It's going to work out with the back breaking free around the corner for eight easy yards! (And it took a pretty good pursuit from Edmond to hold him to that). This one is so baffling that I can't decide whether this was a massive assignment bust by Thompson or a simply insane scheme, but the speed with which Thompson moved makes me think he was moving on assignment. You think the C gap - particularly on the side with a single receiver split waaaaaay wide - is legitimately covered by having a 300-pound DT stunt out towards it? Seriously? Well, you can wish in one hand, shit in the other and sit this play design on the desk in front of you and you know what you'll have? A wish and two pieces of shit. While this play only went for eight, this was one of the most indefensible calls of the night - it just shows zero marriage between your front and the rest of the defense.


OK, changed my mind - THIS is the most indefensible stunt of the night. Late third quarter, we're working hard to hold on to a nine-point lead. We're worried about the pass first, facing a four-wide alignment with five in the box (and that's counting Cobbs as one of the five). We've got six gaps to defend with five in the box and two running threats in the backfield - that's got to mean at least SOME effort to protect a LB who can charitably be described as not the stoutest run defender, yes?


HAHAHAHA WRONG DOUBLE T-E STUNT, BITCHES! Reed is looping inside and Okafor is starting to do the same, and as both DT's widen out we've got a nice, fat, self-inflicted gash in the defensive front developing. Baylor's right guard, no doubt giggling to himself, is letting the tackle go where he wants and teeing himself up to cut off Okafor's inside motion yet again. Meanwhile, the Baylor center has almost fallen down due to the unexpected lack of resistance up front, but he'll right himself in a moment.


Yup, good ol' #76 is back on his feet and on his way to blast Cobbs, who shockingly hasn't filled that gap with aggression. And by 'shockingly', I mean 'in no way, shape or form shockingly'. Okafor has made a heroic effort to avoid getting cut off by running underneath the guard into the backfield, but with the back's forward momentum he's a dead soldier on this one. Turns out Baylor's left guard is no dummy, either, and he's taking a well-practiced step out to cut off Reed while our DTs might as well be heading into the stands to grab a Lemon Chill.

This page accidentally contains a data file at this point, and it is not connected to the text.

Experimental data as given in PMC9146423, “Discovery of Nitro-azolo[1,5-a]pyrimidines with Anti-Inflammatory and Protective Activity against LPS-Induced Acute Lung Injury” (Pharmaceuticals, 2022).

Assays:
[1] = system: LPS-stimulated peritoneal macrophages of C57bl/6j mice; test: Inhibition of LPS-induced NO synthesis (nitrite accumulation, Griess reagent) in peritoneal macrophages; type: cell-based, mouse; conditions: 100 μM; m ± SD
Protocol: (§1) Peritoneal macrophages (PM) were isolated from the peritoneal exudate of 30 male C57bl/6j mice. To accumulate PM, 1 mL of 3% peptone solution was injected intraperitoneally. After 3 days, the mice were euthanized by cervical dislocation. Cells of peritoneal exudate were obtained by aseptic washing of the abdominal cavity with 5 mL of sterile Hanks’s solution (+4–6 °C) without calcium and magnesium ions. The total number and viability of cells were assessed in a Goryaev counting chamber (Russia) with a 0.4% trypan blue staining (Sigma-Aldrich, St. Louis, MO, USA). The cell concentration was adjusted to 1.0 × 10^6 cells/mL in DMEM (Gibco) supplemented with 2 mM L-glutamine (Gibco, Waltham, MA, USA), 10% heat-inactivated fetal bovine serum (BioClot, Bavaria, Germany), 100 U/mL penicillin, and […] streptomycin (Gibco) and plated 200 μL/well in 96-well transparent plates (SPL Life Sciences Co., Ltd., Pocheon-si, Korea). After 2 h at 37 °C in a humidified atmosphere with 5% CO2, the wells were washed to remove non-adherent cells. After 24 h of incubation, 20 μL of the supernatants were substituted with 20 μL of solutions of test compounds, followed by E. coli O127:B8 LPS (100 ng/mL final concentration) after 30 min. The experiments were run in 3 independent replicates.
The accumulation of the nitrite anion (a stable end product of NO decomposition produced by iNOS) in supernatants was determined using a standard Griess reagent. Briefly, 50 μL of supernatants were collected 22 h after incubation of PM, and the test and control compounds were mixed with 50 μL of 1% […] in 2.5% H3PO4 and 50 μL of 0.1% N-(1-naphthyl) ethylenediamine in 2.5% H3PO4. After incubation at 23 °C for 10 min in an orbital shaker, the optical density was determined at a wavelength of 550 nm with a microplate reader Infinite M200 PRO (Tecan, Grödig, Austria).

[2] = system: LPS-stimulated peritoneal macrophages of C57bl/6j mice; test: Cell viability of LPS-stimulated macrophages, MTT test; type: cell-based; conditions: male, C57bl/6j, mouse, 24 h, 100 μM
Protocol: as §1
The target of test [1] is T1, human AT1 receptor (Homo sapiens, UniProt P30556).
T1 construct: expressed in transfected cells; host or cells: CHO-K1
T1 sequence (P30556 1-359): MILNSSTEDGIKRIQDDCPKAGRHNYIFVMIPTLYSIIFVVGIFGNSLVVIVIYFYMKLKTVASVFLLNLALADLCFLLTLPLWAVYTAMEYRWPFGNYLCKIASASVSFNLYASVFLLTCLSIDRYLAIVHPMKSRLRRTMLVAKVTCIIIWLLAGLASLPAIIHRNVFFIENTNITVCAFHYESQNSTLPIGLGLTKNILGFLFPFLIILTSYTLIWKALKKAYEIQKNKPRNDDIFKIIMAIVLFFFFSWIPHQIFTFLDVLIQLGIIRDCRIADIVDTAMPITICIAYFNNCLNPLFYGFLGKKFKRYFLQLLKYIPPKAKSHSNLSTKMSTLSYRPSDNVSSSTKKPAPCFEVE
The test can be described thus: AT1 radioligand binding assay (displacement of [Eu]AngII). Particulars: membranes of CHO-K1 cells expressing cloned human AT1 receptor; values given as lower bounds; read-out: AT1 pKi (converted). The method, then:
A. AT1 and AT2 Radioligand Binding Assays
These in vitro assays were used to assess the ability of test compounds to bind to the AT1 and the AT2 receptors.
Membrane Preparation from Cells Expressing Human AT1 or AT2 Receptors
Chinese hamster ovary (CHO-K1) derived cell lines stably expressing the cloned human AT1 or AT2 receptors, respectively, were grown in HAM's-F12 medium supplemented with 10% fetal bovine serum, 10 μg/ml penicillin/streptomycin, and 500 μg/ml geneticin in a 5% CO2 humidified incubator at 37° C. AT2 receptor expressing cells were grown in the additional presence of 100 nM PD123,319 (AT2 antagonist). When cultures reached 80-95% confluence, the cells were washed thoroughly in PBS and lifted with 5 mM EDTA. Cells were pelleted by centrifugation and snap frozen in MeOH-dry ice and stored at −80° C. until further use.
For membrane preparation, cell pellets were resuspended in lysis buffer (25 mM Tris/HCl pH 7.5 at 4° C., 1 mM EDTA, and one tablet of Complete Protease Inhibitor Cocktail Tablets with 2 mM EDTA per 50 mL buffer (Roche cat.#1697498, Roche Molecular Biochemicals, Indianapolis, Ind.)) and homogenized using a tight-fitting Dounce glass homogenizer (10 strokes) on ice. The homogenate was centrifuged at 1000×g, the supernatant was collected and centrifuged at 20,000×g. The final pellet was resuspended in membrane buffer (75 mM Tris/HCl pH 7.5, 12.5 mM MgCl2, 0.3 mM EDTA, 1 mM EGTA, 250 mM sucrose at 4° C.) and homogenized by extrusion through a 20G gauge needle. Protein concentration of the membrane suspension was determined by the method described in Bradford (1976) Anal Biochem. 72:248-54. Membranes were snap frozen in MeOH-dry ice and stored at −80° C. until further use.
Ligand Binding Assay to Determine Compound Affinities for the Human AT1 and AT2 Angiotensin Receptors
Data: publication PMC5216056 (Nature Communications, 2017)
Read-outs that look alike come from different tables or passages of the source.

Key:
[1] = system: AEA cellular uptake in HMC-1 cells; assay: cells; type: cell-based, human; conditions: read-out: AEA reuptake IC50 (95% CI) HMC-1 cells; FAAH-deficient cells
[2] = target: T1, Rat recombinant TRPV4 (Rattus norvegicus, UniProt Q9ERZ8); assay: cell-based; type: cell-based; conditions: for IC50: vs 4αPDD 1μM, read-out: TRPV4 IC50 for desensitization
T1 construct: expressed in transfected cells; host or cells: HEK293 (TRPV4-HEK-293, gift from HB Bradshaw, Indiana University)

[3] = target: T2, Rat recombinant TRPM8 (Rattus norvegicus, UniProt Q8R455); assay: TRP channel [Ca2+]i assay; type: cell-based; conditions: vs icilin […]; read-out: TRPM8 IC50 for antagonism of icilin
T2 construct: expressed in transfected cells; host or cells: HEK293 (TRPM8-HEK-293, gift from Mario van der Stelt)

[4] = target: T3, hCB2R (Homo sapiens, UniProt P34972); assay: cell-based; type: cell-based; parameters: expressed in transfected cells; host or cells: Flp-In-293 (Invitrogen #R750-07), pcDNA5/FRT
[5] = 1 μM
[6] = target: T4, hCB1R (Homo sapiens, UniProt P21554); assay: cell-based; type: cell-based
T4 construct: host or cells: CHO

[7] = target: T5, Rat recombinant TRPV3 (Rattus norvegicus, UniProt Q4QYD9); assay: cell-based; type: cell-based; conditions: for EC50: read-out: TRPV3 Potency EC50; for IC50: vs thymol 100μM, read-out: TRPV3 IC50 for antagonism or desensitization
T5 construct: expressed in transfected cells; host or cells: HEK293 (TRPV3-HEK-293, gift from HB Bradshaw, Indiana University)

Now Cobbs is done, and Vaccaro is proving that too much run-pass conflict can catch up to even the savviest defenders as he's not even aware that a run is happening yet. Reed is fighting his hardest to save the day...


...but it's not enough as the back is off on his way to a 26-yard gain (I'll spare you Byndom's grab-ass tackle attempt on the back end of this thing). I seriously couldn't imagine asking 1965 Tommy Nobis pumped full of 2012 horse steroids to consistently win as the lone linebacker with these kinds of shenanigans from his defensive front - and we're asking COBBS to do it? On second and four, when only a madman would possibly consider running the ball? This is an utterly, totally mindless call that likely should never have made it into the playbook to begin with and should damn sure have been yanked out and burned about four games ago.

Pretty bleak stuff, yes? Well, take heart, Longhorn fans - there's some insider word that we may be going to a much more play-it-straight approach against Kansas this week. And you know what? WE CAN PLAY THAT WAY. Take a look:


We're up seven in the second quarter and have a bit of a sub-package working, with Dalton Santos and Tevin Jackson Peter Jenkins as the LBs in a six-man front. They're facing an in-line TE with Florence and a back in the backfield, while the receivers are lined up in trips to the left.


At the snap, we're pretty much keeping to our lanes. Des Jackson is the top DT, and he's being forced to his knees by a double team but still working. Dorsey is getting some penetration below, while the ends are pretty much holding their ground. Jackson is reading the TE at the bottom, and Santos is seeing a pretty easy read develop in front of him as there's an A gap in need of filling.